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Legislative Assembly for the ACT: 2003 Week 5 Hansard (8 May) . . Page.. 1738 ..

MR STEFANIAK (continuing):

Generally, in relation to items like capital works, I thought they were very light-on. I was concerned to see only a limited number of capital works in relation to my own area of Belconnen. There are a number of things that I have indicated are occurring there. I was pleased to finally see a start on William Hovell Drive. That is another initiative we started but, again, it is light-on.

Mr Speaker, this is a budget that really does not do very much for the territory. If this is the best this government can do in good economic times, God help us when times get tough.

MS DUNDAS (4.01): Canberrans know what is good about our city. The cityscape is clean, green and open. It is easy to drive around to see friends and family. In crisis we reach out to help people in need. The outpouring of generosity following the January bushfires showed that Canberra has a big heart. But in some parts of our city community networks are not strong enough to ensure that people are getting the support they need to keep their lives on track.

Canberrans want a healthy, sustainable and vibrant city. In short, they want to have the most liveable city in Australia, and I think it is up to all of us in this Assembly to make that happen. With this in mind, I am pleased, on behalf of the ACT Democrats, to reply to the budget speech.

Mr Speaker, last year's budget was a budget of reviews, and this year's budget is a budget of token responses, whilst leaving some of the big issues not addressed. Last year's budget signalled that the Stanhope government did not know what to do. This year they show they lack the courage to do it properly.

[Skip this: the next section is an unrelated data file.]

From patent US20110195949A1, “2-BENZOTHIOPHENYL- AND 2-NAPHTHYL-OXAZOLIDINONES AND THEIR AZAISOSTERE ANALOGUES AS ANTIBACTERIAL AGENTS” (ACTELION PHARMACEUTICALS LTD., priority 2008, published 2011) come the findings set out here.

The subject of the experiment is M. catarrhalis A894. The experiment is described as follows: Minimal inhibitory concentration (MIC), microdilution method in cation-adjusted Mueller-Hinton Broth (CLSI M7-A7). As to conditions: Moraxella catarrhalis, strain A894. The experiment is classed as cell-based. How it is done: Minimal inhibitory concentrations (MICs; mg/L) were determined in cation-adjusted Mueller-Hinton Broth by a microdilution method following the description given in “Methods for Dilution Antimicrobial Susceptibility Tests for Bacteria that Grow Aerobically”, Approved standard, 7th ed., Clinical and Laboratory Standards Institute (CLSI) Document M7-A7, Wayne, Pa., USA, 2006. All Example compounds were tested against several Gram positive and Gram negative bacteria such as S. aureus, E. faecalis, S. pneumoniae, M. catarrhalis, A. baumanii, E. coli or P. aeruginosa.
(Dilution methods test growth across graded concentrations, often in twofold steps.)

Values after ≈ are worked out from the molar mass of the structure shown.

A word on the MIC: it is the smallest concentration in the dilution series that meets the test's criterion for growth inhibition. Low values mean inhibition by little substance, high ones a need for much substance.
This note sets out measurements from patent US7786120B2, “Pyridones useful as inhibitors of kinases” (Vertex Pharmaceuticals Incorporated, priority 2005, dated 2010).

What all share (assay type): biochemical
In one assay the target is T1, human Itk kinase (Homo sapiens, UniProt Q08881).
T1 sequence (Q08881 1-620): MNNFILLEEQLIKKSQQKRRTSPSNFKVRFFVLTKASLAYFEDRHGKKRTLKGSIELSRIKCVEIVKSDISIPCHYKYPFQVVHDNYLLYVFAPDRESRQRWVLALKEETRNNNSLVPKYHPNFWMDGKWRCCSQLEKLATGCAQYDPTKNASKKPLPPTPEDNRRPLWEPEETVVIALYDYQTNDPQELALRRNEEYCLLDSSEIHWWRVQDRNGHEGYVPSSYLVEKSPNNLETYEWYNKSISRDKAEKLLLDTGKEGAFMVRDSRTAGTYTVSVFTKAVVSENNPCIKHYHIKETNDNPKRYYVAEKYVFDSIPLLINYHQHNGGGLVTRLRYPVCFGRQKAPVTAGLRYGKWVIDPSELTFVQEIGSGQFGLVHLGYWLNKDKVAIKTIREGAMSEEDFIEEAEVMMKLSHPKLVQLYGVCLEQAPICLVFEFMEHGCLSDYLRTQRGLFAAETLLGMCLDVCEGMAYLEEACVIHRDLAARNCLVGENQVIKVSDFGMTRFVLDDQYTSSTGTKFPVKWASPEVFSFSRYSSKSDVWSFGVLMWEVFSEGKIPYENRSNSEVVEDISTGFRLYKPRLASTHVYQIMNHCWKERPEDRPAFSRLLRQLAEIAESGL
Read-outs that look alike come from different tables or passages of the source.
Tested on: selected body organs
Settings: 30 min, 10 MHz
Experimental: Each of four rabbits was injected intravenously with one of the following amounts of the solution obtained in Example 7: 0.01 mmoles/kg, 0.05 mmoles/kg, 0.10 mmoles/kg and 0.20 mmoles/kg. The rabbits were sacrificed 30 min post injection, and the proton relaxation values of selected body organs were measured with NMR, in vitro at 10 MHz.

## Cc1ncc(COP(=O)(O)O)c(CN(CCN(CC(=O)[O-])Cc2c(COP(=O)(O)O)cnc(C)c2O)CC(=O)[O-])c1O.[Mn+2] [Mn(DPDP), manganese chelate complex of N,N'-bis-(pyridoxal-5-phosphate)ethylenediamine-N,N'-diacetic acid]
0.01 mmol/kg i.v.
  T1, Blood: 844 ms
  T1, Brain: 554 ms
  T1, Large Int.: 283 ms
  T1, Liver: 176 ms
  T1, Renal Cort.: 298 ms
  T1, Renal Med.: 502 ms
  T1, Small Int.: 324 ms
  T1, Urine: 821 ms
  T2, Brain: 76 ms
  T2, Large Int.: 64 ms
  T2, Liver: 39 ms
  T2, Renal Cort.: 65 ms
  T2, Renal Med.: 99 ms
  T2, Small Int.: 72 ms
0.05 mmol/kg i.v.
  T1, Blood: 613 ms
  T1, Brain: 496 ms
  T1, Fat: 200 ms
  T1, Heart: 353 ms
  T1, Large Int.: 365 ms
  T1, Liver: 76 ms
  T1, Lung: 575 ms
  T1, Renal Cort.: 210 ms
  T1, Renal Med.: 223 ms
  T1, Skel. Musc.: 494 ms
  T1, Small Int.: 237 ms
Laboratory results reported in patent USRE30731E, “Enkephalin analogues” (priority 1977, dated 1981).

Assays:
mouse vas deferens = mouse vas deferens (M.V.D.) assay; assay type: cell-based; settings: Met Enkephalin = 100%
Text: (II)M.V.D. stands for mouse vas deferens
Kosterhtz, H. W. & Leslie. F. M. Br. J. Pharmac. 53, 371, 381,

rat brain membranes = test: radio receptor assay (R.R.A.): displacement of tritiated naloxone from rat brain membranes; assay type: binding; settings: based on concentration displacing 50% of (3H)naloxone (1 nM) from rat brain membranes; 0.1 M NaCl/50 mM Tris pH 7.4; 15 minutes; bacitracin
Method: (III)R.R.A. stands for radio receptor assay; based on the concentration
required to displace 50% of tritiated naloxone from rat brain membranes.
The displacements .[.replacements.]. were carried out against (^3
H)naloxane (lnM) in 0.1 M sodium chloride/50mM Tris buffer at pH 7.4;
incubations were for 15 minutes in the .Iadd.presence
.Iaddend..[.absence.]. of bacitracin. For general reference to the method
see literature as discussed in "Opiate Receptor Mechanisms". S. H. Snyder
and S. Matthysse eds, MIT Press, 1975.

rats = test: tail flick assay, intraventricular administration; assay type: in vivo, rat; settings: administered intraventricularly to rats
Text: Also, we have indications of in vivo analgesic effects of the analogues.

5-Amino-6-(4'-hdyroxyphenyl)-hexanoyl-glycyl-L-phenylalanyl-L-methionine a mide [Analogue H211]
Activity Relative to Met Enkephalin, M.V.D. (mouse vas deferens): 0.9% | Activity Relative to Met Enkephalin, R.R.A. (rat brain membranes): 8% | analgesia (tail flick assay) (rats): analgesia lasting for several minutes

Canberrans know that there are ways that our city can be improved. When talking to the community there are three things that always come up. Firstly, we are told that our public transport system is inadequate, that people without cars find it hard to visit friends or get to work, and that most car commuters do not see buses as a viable option. Secondly, people talk about the financial stress caused by renting and by buying houses that have become unaffordable. Also, there is a shortage of bulk-billing general practitioners, and the fear future has only been heightened by the talk of changes to Medicare. Unfortunately, these issues are not properly tackled in this year's budget. However, there are initiatives that are positive, and I will give credit where credit is due.

Both in last year's budget and this year's budget we have seen the purchase of new buses, but there are no new bus services on existing routes. There is still an urgent need for extra services at night and on the weekends, and an investment in the operation of public transport could result in a substantial reduction in future spending on road upgrades, and improve the quality of life and employment opportunities for all Canberrans, including those who do not have cars. However, this government has refused to put more resources into public transport. In fact, they expect to reduce payments to ACTION for public transport services by $1.7 million in the next financial year.

In the lead-up to this year's budget I floated the idea of a tied parking space levy on commercial businesses in Civic, similar to that which exists in other capital cities. A levy

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